The commute between Bangalore and Mysore is fraught with tension and overcrowding

Gone are the days when the 139-km commute by road or train between Bangalore and Mysore was a pleasant journey through idyllic countryside. Today, it is a stressful experience if not a downright nightmare.

Take the Sirsi Circle-Jnana Bharathi campus stretch: for the road user, it is a hellish obstacle course through debris and barricades erected by at least three civic agencies.

Similarly, Bangalore-bound rail passengers must stand in serpentine queues to buy their tickets, only to find that they may not get a seat on the packed train.

As for those who board at Mandya, Maddur, Channapatna and Ramanagaram, they can forget about even looking for a seat.

Traffic between the two cities has witnessed exponential increase in the last decade. In fact, State Highway 17 — the stretch between Bangalore and Ramanagaram — is today the busiest in Karnataka. The Road Traffic Census 2010 recorded 68,654 passenger car units (PCUs) a day as against 42,530 in 1998.

The average number of daily train passengers between the two cities, which was barely 5,000 in the early 1990s, has now tripled to 14,670. An almost equal number travel daily from Mandya, Maddur, Channapatna, Ramanagaram and Bidadi to Bangalore and back. Tickets to Bangalore accounted for 65 per cent of those issued in Mysore in 2010-2011, Anup Dayanand Sadhu, Senior Divisional Commercial Manager, Mysore Division, told The Hindu.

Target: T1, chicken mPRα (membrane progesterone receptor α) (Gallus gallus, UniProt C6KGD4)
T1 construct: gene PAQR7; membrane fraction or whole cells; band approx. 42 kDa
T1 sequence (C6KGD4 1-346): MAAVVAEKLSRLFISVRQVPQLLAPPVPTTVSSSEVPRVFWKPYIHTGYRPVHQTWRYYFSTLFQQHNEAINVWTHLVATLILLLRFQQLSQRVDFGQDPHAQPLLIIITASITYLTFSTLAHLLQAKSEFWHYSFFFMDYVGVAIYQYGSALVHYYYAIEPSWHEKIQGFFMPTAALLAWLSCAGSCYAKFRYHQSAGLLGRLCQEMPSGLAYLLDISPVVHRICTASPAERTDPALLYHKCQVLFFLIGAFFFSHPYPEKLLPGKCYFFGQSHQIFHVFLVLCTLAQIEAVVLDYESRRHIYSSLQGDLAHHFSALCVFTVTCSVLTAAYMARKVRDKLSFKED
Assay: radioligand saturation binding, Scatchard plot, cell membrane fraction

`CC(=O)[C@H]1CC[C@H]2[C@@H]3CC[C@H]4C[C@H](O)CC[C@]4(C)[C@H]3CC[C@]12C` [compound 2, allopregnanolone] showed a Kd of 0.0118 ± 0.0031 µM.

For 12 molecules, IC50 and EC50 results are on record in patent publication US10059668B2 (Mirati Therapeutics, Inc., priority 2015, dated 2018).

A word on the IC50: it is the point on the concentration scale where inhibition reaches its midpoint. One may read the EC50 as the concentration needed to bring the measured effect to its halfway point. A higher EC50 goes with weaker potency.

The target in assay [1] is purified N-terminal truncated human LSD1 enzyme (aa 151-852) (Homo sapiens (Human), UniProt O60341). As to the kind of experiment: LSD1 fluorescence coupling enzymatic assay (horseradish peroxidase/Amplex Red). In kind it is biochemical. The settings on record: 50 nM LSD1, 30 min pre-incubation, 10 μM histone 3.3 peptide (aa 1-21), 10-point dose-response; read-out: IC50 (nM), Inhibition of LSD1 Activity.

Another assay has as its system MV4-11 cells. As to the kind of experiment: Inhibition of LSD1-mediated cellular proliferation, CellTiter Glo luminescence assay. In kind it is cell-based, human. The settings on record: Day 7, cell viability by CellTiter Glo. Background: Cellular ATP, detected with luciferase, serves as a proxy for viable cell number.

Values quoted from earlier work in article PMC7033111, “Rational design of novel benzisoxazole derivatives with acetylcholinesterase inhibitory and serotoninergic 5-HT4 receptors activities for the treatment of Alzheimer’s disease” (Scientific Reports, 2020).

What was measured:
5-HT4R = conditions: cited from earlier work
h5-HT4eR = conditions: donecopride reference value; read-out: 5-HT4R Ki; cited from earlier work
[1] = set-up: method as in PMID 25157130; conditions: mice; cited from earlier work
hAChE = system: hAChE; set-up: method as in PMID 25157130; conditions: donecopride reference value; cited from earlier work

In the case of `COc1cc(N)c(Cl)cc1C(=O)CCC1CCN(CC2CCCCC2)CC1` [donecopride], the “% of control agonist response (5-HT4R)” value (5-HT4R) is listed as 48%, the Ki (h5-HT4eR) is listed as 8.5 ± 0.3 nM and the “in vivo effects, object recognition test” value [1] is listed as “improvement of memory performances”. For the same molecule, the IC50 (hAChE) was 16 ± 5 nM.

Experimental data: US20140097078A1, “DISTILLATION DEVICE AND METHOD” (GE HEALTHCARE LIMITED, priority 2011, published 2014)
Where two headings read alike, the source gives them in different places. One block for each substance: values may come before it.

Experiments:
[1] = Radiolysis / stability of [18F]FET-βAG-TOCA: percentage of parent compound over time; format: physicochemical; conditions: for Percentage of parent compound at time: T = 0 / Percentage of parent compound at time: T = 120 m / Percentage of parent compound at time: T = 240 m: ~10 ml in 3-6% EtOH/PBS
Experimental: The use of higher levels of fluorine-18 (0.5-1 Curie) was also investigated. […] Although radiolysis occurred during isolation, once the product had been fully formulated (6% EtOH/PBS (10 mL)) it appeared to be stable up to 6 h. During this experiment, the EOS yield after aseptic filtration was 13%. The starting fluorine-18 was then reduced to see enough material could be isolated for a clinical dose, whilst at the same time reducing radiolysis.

Little wonder then that all the 19 trains on this route — 12 daily and seven non-daily long distance services — are packed to capacity.

On the bus

At least 864 buses operate from Bangalore every day to Mysore, including to destinations en route.

“Even with a load factor of 75 per cent, about 27,000 people travel on the route every day,” said K.A. Rajkumar, Director (Operations), Karnataka State Road Transport Corporation.

This pertains only to KSRTC figures. There is also a highly competitive private transport sector to cater to the ever-rising need of commuters.

Clearly, the stretch connecting the two cities is today a busy urban corridor, and its decongestion is an urgent requirement if the commute is to be made less stressful.

The fortunes of towns such as Bidadi, Ramanagaram and Channapatna are being increasingly linked to Bangalore, while Mandya is gravitating towards Mysore, which is emerging as a popular investment destination in the State, next only to Bangalore.

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